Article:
Adapted from Gabriel García Márquez's masterpiece, Love in the Time of Cholera is a painful mess.
Set primarily in Cartagena, Colombia, during the late 19th and early 20th centuries, the movie follows the unrequited obsessive love of Florentino Ariza (Javier Bardem) over the span of 50 years. Opening in 1930 with the death of an aging doctor, the film unfolds as a gray-haired Florentino professes his everlasting love to the doctor's widow, Fermina (Giovanna Mezzogiorno). The story then flashes back 50 years to the youthful secret romance between Fermina and Florentino (now played by Unax Ugalde). After Fermina abruptly ends their relationship, Florentino (back to Bardem) is beyond heartbroken. A swooning poet, he is incapable of composing even a simple business letter without writing romantic prose. While Fermina meets and marries the successful young doctor, Florentino subdues his pain through random sexual encounters.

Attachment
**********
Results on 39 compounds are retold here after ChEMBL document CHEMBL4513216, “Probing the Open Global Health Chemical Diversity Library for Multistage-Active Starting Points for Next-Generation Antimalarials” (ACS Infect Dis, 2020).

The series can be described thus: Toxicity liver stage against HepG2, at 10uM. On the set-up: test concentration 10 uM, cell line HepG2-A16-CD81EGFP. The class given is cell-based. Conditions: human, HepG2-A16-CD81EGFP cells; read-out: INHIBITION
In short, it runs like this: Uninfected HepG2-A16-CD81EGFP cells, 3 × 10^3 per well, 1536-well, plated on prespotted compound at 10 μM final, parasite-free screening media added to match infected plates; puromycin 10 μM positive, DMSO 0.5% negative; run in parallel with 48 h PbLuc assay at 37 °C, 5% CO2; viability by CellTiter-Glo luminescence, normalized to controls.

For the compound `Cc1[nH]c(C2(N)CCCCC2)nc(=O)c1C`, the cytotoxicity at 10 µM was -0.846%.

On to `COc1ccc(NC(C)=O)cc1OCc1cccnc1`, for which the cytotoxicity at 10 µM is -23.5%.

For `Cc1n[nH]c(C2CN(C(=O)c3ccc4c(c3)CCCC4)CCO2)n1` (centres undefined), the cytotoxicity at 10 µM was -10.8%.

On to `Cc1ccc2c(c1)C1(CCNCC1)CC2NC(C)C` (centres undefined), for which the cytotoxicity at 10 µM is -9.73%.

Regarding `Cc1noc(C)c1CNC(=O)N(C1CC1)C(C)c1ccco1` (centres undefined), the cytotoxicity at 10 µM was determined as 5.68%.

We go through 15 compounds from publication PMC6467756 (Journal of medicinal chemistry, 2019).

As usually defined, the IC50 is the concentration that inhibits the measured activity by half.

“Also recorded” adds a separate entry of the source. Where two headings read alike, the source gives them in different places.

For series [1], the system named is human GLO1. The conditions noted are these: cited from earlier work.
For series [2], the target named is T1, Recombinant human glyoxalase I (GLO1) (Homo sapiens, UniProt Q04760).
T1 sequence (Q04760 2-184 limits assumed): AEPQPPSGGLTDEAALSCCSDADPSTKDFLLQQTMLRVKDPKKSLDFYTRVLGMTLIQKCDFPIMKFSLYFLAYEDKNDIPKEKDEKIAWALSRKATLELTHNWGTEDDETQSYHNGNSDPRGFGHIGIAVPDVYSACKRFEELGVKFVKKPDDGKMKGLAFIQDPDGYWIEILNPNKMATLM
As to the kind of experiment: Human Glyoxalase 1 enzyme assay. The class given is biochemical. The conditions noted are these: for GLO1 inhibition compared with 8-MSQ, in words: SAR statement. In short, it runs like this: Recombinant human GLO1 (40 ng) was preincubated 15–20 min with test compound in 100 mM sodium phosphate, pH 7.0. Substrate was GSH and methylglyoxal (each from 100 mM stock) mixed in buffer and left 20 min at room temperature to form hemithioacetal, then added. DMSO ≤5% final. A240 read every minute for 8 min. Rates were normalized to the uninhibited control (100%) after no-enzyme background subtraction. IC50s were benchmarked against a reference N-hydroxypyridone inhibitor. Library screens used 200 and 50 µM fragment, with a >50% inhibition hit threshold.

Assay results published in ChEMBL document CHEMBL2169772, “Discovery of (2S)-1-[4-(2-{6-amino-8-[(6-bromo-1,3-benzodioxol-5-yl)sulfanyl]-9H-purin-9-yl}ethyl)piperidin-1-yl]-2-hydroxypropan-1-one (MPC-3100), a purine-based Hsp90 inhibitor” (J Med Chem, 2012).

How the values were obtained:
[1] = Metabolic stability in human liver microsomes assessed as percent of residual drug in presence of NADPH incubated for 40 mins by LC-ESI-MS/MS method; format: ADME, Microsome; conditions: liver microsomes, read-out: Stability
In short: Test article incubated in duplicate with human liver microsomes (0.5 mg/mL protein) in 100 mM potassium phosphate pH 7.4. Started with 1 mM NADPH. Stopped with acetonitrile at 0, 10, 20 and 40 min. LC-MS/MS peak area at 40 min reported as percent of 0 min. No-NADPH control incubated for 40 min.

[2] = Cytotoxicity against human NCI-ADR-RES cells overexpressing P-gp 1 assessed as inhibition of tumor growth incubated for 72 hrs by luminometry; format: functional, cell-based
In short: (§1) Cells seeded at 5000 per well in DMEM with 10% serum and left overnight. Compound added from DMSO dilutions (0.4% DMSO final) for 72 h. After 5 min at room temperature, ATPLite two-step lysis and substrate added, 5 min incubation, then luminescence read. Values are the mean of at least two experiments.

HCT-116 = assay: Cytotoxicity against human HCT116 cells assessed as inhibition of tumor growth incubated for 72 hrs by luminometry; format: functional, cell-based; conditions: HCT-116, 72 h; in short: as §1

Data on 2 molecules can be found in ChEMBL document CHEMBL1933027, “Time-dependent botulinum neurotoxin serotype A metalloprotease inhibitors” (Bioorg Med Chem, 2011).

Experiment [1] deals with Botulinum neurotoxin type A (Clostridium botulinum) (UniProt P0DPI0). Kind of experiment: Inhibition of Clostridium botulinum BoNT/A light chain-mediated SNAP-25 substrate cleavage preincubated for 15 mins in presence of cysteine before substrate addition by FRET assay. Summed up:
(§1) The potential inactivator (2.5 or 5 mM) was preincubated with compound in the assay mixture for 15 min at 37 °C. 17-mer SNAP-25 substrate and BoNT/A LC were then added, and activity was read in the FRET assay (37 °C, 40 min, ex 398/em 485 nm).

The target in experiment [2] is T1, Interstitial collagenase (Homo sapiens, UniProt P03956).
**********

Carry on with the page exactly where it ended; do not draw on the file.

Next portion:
It's a challenging task to translate any novel (let alone a classic one) into film. And while this adaptation makes many mistakes, the most glaring may be its obsessive desire to stay true to the book. The best novel-to-film adaptations (The Shining, Blade Runner) become something completely different from the original text. But director Mike Newell and writer Ronald Harwood adapt Márquez's work quite literally, and the effect is stifling. Trying to convey romance, social commentary and comedy, the film becomes a muddied blend of emotion. It's better to just read the book.